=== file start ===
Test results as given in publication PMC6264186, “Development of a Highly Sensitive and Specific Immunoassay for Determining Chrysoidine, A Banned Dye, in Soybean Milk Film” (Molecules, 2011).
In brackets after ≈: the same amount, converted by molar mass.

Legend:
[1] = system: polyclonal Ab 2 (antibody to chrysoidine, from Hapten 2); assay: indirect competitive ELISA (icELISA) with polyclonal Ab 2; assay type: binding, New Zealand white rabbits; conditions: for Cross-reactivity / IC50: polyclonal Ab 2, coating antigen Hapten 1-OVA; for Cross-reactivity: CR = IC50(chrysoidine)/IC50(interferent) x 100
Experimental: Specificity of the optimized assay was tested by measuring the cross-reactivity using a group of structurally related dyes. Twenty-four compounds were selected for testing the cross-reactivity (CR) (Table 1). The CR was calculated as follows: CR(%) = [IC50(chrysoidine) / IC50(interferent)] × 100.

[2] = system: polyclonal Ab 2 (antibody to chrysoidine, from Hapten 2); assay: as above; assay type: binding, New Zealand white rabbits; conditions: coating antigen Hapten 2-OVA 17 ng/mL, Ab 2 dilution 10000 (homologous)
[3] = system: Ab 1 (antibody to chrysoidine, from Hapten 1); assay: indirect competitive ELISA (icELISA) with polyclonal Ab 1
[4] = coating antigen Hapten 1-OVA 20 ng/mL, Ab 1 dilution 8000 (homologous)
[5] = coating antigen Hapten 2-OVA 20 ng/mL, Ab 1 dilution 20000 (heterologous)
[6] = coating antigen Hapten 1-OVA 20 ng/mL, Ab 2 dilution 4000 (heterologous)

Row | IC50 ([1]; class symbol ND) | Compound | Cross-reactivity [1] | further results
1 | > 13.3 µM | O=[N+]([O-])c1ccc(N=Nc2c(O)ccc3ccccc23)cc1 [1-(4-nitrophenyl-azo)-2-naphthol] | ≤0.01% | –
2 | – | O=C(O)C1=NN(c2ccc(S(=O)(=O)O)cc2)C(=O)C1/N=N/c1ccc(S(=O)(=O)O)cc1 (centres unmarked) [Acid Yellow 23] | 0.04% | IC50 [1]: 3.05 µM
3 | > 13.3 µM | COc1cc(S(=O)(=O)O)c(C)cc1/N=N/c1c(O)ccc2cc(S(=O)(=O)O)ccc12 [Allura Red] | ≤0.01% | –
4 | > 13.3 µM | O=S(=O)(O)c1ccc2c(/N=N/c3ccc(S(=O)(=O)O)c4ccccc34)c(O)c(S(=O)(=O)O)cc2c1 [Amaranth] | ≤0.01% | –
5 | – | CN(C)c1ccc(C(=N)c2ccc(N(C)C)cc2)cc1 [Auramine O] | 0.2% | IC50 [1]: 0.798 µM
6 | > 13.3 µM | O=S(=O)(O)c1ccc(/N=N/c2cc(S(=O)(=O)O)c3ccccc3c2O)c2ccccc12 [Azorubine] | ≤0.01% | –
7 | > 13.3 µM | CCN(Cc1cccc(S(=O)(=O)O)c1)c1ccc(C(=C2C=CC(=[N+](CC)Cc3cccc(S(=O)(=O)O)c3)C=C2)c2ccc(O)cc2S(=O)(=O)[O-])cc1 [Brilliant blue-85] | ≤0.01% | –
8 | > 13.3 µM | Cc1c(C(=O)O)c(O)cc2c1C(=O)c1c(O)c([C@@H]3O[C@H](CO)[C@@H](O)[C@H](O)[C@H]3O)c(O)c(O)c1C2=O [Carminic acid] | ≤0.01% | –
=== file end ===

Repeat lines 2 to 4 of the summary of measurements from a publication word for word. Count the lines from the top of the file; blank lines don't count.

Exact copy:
In brackets after ≈: the same amount, converted by molar mass.

Legend:
[1] = system: polyclonal Ab 2 (antibody to chrysoidine, from Hapten 2); assay: indirect competitive ELISA (icELISA) with polyclonal Ab 2; assay type: binding, New Zealand white rabbits; conditions: for Cross-reactivity / IC50: polyclonal Ab 2, coating antigen Hapten 1-OVA; for Cross-reactivity: CR = IC50(chrysoidine)/IC50(interferent) x 100